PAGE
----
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Adventures in Blogdom: “Looting Matters” Takes the Bus; “Art Tribune” Editor Muzzled; the “Exhibitionist” Bares His Knuckles UPDATED

Those who think I’ve been too blatantly self-promoting should get a load of what my British blogging buddy, David Gill, has just done to call attention to Looting Matters, my go-to source for cultural-property news.

Do you think I could plaster some CultureGrrl banners on NYC vehicles, as David has done in London?
LootBus.jpg

“Stop messing about”?!?

I
guess my NYC equivalent would have to be: “Cultcha Without CultureGrrl?
Fuhgeddaboudit!” Gill says this bus fuss “has generated a huge amount
of interest.” Hey, I’ll try anything!

On a more serious note, my French blogging buddy Didier Rykner of The Art Tribune found himself bounced off a public television program, where he had been scheduled to fulminate against the controversial Louvre Abu Dhabi.

Rykner reports:

There is no more need to wonder at the strange turn of
events! An item published on 11 March in the satirical weekly, Le
Canard Enchainé
, tells us that the Louvre had clearly warned the
channel: if I were interviewed, the president of the Louvre, Henri
Loyrette
, would not in turn grant an interview for the program.
Obviously, Arte [the television station] cannot afford to be on bad terms with the Louvre. (They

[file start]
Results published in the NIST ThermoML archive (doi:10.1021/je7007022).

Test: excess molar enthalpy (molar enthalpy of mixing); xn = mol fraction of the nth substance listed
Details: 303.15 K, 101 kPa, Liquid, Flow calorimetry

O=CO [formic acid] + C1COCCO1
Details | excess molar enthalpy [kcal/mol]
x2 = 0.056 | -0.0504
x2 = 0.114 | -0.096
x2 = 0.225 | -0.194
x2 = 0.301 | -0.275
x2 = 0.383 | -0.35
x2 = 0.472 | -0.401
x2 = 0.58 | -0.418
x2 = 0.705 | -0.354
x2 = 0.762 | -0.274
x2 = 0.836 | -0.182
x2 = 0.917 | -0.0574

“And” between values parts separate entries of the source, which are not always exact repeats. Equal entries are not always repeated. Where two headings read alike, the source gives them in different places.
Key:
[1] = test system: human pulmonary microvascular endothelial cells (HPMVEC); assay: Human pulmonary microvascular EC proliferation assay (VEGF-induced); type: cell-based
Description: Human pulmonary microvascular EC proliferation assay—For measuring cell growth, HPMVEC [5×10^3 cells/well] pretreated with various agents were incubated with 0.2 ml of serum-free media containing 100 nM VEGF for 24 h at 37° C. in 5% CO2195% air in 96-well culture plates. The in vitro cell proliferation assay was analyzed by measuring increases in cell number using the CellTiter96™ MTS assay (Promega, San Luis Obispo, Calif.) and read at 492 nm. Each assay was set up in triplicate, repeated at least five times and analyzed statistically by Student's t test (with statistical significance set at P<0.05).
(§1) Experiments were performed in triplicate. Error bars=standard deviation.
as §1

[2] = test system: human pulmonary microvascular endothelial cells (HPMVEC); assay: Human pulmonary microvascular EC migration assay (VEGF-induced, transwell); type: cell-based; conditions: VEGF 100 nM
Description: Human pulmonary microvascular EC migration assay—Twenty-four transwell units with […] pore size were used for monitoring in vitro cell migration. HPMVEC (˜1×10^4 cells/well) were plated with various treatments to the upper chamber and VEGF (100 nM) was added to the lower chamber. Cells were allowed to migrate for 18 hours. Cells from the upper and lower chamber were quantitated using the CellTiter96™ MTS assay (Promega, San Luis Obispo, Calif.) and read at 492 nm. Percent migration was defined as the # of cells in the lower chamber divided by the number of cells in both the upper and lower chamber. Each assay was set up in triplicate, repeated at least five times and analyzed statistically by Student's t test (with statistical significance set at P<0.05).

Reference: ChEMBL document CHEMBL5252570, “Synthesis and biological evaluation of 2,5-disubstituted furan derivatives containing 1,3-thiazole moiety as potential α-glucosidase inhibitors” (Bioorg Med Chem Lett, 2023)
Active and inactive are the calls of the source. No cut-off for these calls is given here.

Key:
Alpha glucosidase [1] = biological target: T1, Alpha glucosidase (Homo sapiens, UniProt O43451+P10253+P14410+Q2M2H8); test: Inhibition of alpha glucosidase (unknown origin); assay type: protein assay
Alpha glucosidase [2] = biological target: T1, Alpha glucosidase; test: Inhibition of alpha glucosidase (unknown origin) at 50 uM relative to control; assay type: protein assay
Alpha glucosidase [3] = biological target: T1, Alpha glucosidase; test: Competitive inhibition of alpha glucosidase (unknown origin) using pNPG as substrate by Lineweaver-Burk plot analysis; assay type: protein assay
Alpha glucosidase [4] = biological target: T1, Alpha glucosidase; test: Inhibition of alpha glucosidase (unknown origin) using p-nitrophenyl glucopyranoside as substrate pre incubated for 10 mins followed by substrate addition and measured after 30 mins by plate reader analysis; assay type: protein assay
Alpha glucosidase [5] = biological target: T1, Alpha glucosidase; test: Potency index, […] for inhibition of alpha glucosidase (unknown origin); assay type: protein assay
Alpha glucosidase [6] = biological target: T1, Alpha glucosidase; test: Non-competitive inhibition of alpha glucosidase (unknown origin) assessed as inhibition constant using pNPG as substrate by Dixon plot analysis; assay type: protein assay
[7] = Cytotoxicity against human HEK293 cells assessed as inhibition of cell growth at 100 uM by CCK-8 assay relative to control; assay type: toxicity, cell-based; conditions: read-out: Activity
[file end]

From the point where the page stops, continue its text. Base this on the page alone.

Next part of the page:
have production agreements together.)

So, on 18 April, viewers will see a documentary on French television
which presents only a consensus, explaining just how fantastic the
Louvre-Abou Dhabi is, as proven by the fact that it only raises positive
reactions and praise!

Closer to home, Boston blogger Geoff Edgers is engaged in a more urgent form of self-promotion. (“Self-preservation” is more like it.)

Reacting to the shocking news that the financially pressed NY Times Co. might imminently shut down the Boston Globe, which it owns, Edgers rallied the arts troops.
He got three major museum directors and the managing director of the
Boston Symphony Orchestra to testify to the paper’s importance in the
city’s cultural and civic life.

I do want Geoff to succeed in reuniting the Kinks,
but I don’t want him spending full-time on that project! It’s
unthinkable that Boston’s premier newspaper could die at the hands of
New York’s premier paper. Having just heard the NY Times’ cultural news editor, Sam Sifton, exult that his paper’s financial troubles had not caused any decrease
in the space allotted to the arts, and having read Times assistant managing editor Richard Berke‘s recent boast that the paper possessed sufficient resources to bankroll art critic Michael Kimmelman‘s farflung peregrinations, I find the Globe’s global plight even
harder to comprehend.

Is Edgers destined to join ArtsJournal‘s other mainstream-media expatriates? For his sake (and Boston’s), I hope he keeps his current gig.

As for CultureGrrl‘s gig: With donations again stalled, we’re imminently arriving at the end of this blog as a daily. Starting in May, it’ll be weekly. (Okay, maybe twice a week.)

UPDATE: Oops! Gill’s just joking (and I’m just gullible)!

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